Propane VS Electric Smokers – Which One Is Better For You?

Propane VS Electric Smokers – Which One Is Better?

If you are a beginner and are confused about what kind of smoker you should get for yourself, whether you should be leaning towards a propane smoker or an electric smoker, for that, we have made a few suggestions about the pros and cons of the two types of smokers.

We have also added some general features of each kind that sets one apart from the other. Having a good idea about these features can have a significant impact on the type of smoker that you end up buying.

More...

The Differences Between Propane and Electric Smokers

Electric Smoker:

An electric smoker has an insulated design that allows you to smoke food in any given outdoor temperature, and you needn't be worried about losing any heat off your meat. At the bottom, there is a stainless-steel water bowl that catches the dripping and also adds moisture to your recipe.

There is also a drip tray at the bottom with a hole that directs the excess drippings to the back. It has a meat probe that helps you in checking the internal temperature of your food. It has an adjustable door latch that seals the door completely.

On top of the smoker, there is an air damper that controls the amount of smoke and moisture in the chamber. Also, there is the digital control panel up top; you can set the temperature, the time, check on the meat probe, and the light.

The smoker has four to six shelves, depending on the model that you choose to buy, which have a layer of chrome coating on them. They have a bend at the back, which allows you to bring them back and forth with ease when you are loading the meat.

At the back of the smoker, there is a grease tray that collects the excess grease. For portability, it has a handle on the back, and at the bottom, there are caster wheels so that you can quickly move it from one place to another. 

Propane Smoker:

The propane smoker has an enormous holding capacity and comes with adjustable side racks. There are five trays, of which two are standard heavy-duty trays, two jerky trays, and one rib rack.

At the bottom, it has dual stainless-steel burners and two adjustable controls. To start the smoker, you need to press on the igniter button and then adjust the burner knobs.

It has a ceramic coated water tray that helps achieve the moist environment inside the smoker. The smoker usually has a two-door system to remove the wood trays, which can be taken in and out.

So, when you are running out of wood chips, you would have to take the tray out, refill it and then put it back into the smoker. When you are doing this, you would have to be careful as the tray, by then, is very hot, and you run the risk of burning your hands in the process.

There is a built-in temperature gauge; unlike the meat probe, it is not entirely accurate, but it gives an idea of what the temperature is inside. On top of the smoker, there is an adjustable vent so you can control the draft and get the desired temperature.

The construction of a propane smoker is fundamental. It provides you with the bare essentials that are required for you to get the right amount of flavor. This aspect makes it more affordable than an electric one.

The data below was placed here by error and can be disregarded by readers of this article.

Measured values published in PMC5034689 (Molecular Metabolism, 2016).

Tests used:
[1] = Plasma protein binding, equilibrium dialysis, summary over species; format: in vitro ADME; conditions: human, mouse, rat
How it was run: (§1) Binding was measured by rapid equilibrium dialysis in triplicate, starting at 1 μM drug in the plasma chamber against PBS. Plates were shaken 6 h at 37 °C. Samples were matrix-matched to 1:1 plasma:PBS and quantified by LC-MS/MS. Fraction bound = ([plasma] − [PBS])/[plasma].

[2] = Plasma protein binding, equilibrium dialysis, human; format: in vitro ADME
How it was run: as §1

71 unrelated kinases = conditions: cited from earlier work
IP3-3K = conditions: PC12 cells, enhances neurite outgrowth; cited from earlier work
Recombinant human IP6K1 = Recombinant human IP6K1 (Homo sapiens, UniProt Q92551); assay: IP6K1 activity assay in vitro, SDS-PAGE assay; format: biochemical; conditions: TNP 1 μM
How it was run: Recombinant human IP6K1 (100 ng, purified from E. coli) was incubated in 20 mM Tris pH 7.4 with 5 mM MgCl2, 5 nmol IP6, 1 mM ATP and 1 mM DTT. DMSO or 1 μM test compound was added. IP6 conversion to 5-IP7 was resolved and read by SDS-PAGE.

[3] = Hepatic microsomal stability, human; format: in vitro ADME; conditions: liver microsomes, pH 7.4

However, unlike some of the latest models of the electric smoker, it will not have the features to connect via Bluetooth to your mobile devices.

Head-to-Head Comparison:

Now that you know what both smokers are, it’s time to look at their differences and see which one is better.

• Fuel Source

When you are dealing with an electric smoker, you can put your mind at ease about frequently checking up on the meal that you are cooking up. Although you are not supposed to leave the smoker unattended, one of the perks of using an electric smoker is that you don't ever have to worry about running out of fuel.

While other types of smokers use wooden pellets, bisquettes, gas, or even charcoal as a source of heat, with these kinds of fuel sources, there is always a chance that your fuel may be over mid-grill. So, if you are smoking for 10-12 hours, you would have to regularly check-in to see if there is enough to last until the end of the grill.

So, if you are using propane smoker, to stay on the safer side, it would be better to keep an extra tank of propane around. Another advantage of using an electric smoker is that you are not working with a kind of flammable gases.

However, one of the downsides of using an electric smoker is its portability. Since the smoker needs electricity to operate, you would have to make sure that there is a power outlet available wherever you are taking the smoker to.

• Temperature Control

An electric smoker works best for cooking at low temperatures when you compare it with a propane smoker. With an electric smoker, you can easily change and control the temperature. As the smoker is wholly digitalized, you can set the temperature that you want, and it can maintain that temperature throughout the cooking process.

This feature works perfectly if you are cooking sausages or jerky at 160 degrees. Whereas in a propane tank, you would have to adjust the burner knobs to set the exact temperature.

The lowest temperature that most of them go down to is around 200 degrees, and even then, it would be tough to maintain that temperature at a steady rate. So, this removes the option of cold smoking your food.

Propane smokers are great when you are working with high temperatures; they can reach between the ranges of 350- 400 degrees. It is something that electric smokers are behind at; they generally run between the 225 to 275 degrees.

• Bad Weather Conditions

If you are living in a place where it tends to rain a lot of it is very humid, then this will have an adverse effect on your smoker, especially when it comes to maintaining it. So, if you want a smoker that is good for all seasons, then you would have to keep in mind how well the smoker is work in the worst of the weather.